In addition to telling us about a celestial creation, Yareach and Levanah tell us about ourselves. Among the many offhanded phrases, used by us in our culture is “make time.” We can set aside time, we can and unfortunately all too often “kill time,” but we cannot “make time.” Time is gifted and assigned to us by HaShem. Time is a stark reminder of our mortality. For those of us who are productive, each day is a race against time; for the religious among us, time serves as an invitation or a challenge beckoning us to use it wisely and productively, so that we ultimately leave this world and particularly our little world in better shape than we found it. When it comes to time, it is up to us, how to make use of the time that we have been allotted. Yareach reminds us that as humans, we are limited. Levanah is totally different. Because it connotes color, Levanah is a gentle reminder that the sky is the limit, when it comes to our resources and ability. Because new colors  are being created all the time, they are limitless. So too is our ability to continue to grow emotionally, intellectually and spiritually. Less than a decade after President Kennedy proposed that the United States “should commit itself to achieving the goal, before this decade is out, of landing a man on the Moon and returning him safely to the Earth,”  Neil Armstrong landed on the Yareach. Only time will tell how much closer the gap remains between us and the Levanah.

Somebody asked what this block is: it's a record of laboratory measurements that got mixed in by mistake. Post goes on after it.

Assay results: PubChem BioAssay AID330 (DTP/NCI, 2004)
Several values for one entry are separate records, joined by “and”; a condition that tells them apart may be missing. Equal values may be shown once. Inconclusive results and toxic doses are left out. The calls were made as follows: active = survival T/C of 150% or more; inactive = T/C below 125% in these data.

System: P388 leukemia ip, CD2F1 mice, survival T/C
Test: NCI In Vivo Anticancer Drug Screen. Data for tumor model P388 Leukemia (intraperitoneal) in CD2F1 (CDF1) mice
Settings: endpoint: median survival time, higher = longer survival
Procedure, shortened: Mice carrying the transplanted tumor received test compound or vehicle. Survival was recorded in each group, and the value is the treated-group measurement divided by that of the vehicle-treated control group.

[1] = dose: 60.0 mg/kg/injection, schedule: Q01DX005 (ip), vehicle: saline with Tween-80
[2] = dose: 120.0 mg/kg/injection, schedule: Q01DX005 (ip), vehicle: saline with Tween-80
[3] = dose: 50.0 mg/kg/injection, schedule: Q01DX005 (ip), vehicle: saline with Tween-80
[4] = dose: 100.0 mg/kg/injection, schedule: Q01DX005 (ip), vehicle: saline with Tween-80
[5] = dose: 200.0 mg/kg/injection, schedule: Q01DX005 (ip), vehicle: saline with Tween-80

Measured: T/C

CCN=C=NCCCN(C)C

Unlike English, the Hebrew language is gender sensitive. Nouns are either masculine or feminine It ought to be noted, that Yareach is a masculine noun, while Levanah is feminine.  Just as Eve was created to complete and complement Adam, perhaps the same can be said about Yareach and Levanah. Independently, each has an aura all its own. Yet, an interdependence must exist for Yareach and Levanah  to truly shine. With that interdependence, there is harmony between that which is imperceptible (time) and that which is perceptible (color). Interdependence between Levanah and Yareach, helps us distinguish between that which is beyond our control, from that which is within our control. Interdependence reminds us that in and of themselves, Yareach and Levanah are woefully incomplete. Yareach and Levanah need the other to truly shine.